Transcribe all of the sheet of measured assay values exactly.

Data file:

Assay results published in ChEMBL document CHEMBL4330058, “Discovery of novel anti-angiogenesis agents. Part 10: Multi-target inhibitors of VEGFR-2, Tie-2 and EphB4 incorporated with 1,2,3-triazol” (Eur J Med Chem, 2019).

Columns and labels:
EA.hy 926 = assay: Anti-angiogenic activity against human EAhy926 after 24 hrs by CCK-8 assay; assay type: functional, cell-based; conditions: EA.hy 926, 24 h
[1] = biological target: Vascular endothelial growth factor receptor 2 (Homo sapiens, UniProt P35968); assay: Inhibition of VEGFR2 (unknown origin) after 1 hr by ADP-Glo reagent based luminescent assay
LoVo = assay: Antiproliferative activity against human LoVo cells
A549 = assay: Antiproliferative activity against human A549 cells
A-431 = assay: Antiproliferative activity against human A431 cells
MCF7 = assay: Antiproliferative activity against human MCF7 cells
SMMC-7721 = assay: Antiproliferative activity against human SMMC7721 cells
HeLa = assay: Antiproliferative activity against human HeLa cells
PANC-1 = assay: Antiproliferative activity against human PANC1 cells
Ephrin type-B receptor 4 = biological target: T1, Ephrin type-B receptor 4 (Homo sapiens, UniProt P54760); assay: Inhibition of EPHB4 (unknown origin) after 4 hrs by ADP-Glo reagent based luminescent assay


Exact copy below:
Assay results published in ChEMBL document CHEMBL4330058, “Discovery of novel anti-angiogenesis agents. Part 10: Multi-target inhibitors of VEGFR-2, Tie-2 and EphB4 incorporated with 1,2,3-triazol” (Eur J Med Chem, 2019).

Columns and labels:
EA.hy 926 = assay: Anti-angiogenic activity against human EAhy926 after 24 hrs by CCK-8 assay; assay type: functional, cell-based; conditions: EA.hy 926, 24 h
[1] = biological target: Vascular endothelial growth factor receptor 2 (Homo sapiens, UniProt P35968); assay: Inhibition of VEGFR2 (unknown origin) after 1 hr by ADP-Glo reagent based luminescent assay
LoVo = assay: Antiproliferative activity against human LoVo cells
A549 = assay: Antiproliferative activity against human A549 cells
A-431 = assay: Antiproliferative activity against human A431 cells
MCF7 = assay: Antiproliferative activity against human MCF7 cells
SMMC-7721 = assay: Antiproliferative activity against human SMMC7721 cells
HeLa = assay: Antiproliferative activity against human HeLa cells
PANC-1 = assay: Antiproliferative activity against human PANC1 cells
Ephrin type-B receptor 4 = biological target: T1, Ephrin type-B receptor 4 (Homo sapiens, UniProt P54760); assay: Inhibition of EPHB4 (unknown origin) after 4 hrs by ADP-Glo reagent based luminescent assay